I am writing this in English and then translating it into Polish with the help of my friend, Olga, who is my Polish translator.Read More
Until now, the summer solstice was just the longest day of the year. It had to do with the sun and the earth and little to do with me.
This year, I joined a circle of people on June 21st to meditate all day under the guidance of medical intuitive Sarah Weiss. What a powerful experience.
She said solstice is a time to “re-member.” A time to become our unique selves. A chance to know ourselves in a new way. A time to get into harmony with your best self.
I spent the day getting centered in a circle of like-minded people in a day-long guided meditation. It was so powerful that I’m still processing it. I feel changed in a deep way that is still being revealed. If you’ve ever had your piano tuned, it’s a bit like getting yourself tuned. The sheet music might look the same but the sound from the piano is so much richer it blows you away.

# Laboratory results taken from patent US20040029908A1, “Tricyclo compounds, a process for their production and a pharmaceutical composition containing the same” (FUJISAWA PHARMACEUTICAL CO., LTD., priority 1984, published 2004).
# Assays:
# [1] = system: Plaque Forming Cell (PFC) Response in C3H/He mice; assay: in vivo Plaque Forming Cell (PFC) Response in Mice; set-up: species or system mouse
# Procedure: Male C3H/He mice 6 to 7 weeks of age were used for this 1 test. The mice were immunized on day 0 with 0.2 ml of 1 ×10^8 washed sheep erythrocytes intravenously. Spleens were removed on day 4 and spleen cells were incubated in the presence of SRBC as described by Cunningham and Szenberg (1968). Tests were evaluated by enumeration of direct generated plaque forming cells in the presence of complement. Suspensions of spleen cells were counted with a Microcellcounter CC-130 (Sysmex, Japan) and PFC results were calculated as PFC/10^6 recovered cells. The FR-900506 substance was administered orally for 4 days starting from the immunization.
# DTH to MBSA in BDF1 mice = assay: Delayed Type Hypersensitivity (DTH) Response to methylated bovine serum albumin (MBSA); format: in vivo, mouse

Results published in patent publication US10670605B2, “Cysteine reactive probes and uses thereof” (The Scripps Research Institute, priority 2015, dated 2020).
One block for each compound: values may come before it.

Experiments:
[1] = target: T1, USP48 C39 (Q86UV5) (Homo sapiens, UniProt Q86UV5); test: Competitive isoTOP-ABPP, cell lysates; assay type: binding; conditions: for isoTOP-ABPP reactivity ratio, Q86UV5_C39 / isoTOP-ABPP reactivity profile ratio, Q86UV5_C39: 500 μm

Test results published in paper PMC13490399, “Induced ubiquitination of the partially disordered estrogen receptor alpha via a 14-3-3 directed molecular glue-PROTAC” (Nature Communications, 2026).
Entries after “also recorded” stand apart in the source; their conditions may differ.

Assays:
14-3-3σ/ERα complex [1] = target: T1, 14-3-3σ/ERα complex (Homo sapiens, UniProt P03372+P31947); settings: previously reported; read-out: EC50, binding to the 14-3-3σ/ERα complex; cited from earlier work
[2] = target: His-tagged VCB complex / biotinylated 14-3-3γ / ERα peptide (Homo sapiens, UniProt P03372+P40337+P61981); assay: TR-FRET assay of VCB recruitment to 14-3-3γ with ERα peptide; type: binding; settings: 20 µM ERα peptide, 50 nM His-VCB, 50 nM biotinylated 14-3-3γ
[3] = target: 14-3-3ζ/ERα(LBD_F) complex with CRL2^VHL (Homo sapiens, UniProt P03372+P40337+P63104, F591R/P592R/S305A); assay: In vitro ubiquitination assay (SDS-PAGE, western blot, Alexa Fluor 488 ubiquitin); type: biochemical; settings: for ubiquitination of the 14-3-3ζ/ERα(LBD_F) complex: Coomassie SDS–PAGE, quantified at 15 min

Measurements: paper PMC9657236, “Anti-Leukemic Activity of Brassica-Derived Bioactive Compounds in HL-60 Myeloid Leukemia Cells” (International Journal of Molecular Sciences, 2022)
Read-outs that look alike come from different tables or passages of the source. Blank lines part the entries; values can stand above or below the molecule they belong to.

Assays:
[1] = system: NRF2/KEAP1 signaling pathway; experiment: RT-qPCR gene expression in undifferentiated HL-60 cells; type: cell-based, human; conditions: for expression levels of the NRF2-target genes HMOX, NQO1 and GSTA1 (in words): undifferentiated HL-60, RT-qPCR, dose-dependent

One of my sisters also soaked up the energy of the day. She sent out this email:
“As it is summer solstice, I looked up a meditation for today:
"Now take from this light the energy that you need, and know that there is plenty for all. For the Source of this light is endless and ever abundant. Take a moment to experience Her abundance, and know that as you partake of Her light and Her love, so do you give your light and your love. And as you give energy, so do you receive it. And thus does the circle of life continue."
As she did the meditation, she sent light and love to individual members of our family, one by one. There are 11 siblings, so it’s a lot of light to share.